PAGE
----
Once when I was on a writing assignment, I went to a Jazz Festival in New Orleans. In those days, before Hurricane Katrina, N'awlins was a
tobasco'n mix of colonial French, Creole, and southern American cultures with a little Catholic-Voodoo sauced in.
It had a luscious underground life-style... of course... but then the city is precariously planted below sea level.
Katrina loved that.
One night, I sashayed into a festival venue to listen and nod to Mongo Santamaria. We had smoked-up an acquaintance at the
long-gone but memory-sizzling El Mirador in Chicago. It was good to hear again his personalized brand of Afro-Cuban Jazz, live. And it was good to see that smile.
Late in the evening (early morning in suburban time), I was fingered into a party of Mongo fans who were throbbing with the
music and downing a colorful kaleidoscope of drinks. Sitting across from me at the table was a pair of very attractive twins.
Not just twins... the most remarkably identical twins I had ever seen!
I was so stunned by what I saw that I stared at them, stared at them, until I had to move over next to them and say hello. They
were both dressed in a la boheme darkest purple tuxedos, with lighter purple shirts sans neckties, and each had a violet silken
scarf draped over the shoulders and around the neck. I stared in at them so close, I almost licked one of them. I was a stunned
fool! They were exact carbon copies of each other, exact, except for one small detail:
one had neck-long hair, one had longer shoulder-length hair.
They were pleasant and friendly. They smiled a lot but didn't
When my embarassing behavior caught up to me, I quickly moved back to my chair on the other side of the table. I
suborned the woman next to me and asked who they were. "Oh them," she said, "that's Jamie and Jenna. Pretty aren't they!"
And then she shattered what was left of my breath and brain with: "They're brother and sister."
I droned: "I don't believe it, I don't believe it!
How do you tell them apart?"
As I was about to crumble out my chair, someone jumped up and suggested we move to another more secluded night spot. Mongo
had finished for the night and I managed to collect enough of my self to exchange a few words and get his hotel number. Then I
followed my party-gang out into the dawning light to the other side of the perfumed French Quarter.
It was a cellar-like place (not many cellars in N'awlins you might guess) filled with paintings on dark walls, clouds of smoke most
of it sweet-smelling, and of course, Jazz, languid, tactile Jazz. It was also packed with people. All kinds, shapes, and status quos.
It was too crowded to pull tables together, so we split up. The twins were at one table, I was at the other... doing, what else? Staring at them.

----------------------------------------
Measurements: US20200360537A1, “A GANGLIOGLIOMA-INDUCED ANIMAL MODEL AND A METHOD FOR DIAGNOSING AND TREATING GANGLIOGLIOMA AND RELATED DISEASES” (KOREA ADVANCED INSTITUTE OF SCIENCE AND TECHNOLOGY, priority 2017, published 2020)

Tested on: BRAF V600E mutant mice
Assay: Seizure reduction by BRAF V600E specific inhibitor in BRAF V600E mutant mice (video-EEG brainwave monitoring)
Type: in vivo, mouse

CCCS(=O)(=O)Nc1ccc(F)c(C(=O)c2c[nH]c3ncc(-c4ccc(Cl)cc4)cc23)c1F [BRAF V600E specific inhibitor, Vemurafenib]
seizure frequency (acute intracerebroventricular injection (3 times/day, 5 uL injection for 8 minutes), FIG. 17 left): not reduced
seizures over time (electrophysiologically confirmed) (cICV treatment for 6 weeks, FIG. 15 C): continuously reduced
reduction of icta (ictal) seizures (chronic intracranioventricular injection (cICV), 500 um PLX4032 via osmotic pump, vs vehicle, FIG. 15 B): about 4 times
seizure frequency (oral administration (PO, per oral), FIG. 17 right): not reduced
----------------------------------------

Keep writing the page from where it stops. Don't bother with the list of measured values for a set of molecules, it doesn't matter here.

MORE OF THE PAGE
The one with the longer hair, Jenna, was corraled by a good-looking slick to dance with him. She did. They moved together
freely and seductively which is what you have to do when you dance to the free and seductive provoking evocations of Jazz.
The other twin, Jamie, watched them with disturbed care. When the slick began running his hands all over Jenna's body, her
brother lunged up and in between his sister and her feel-up partner. The slick was having none of this. They tusseled and
stumbled until Jamie felt the closing hands around his throat. He broke free, pounded the slick in the belly, cracked him on the
back of his neck, and delivered a collapsing knee to his point-of-no-return. No longer slick, M. Slick was now M. Jelly on the
floor. Jamie then dragged Jenna to a corner of the room, pressed her up against the wall and in the shadows they whispered what
was apparently a heated, strident argument. Only that’s not what was happening.
My suborned friend turned close to my ear and said: "Aren't
they wonderful? They're like a married couple." I shut my eyes. Then she offered a rocket with red glare and a bomb bursting in air:
"Oh, you asked who's who?
Jamie is the one with the longer hair!"
I caught my breath, turning blue until I poured down a Courvoisier and flashed as bright red as blush could be. It was
Jamie who did the dancing and Jenna who did the beating. And it was me who did the duh-ing, the genderizing. It was my Spring
Awakening, a metaphor of the freedom of jazz music, how it poured into people's blood like cognac and lived with them in their lives.
From its early predominantly repressive male days, Jazz has evolved into a de-genderized music expression. Because... it's
only the music, the lyricism of the music, the song of it all that matters. Something that most rock, most country, all rap and Bob Dylan never understood.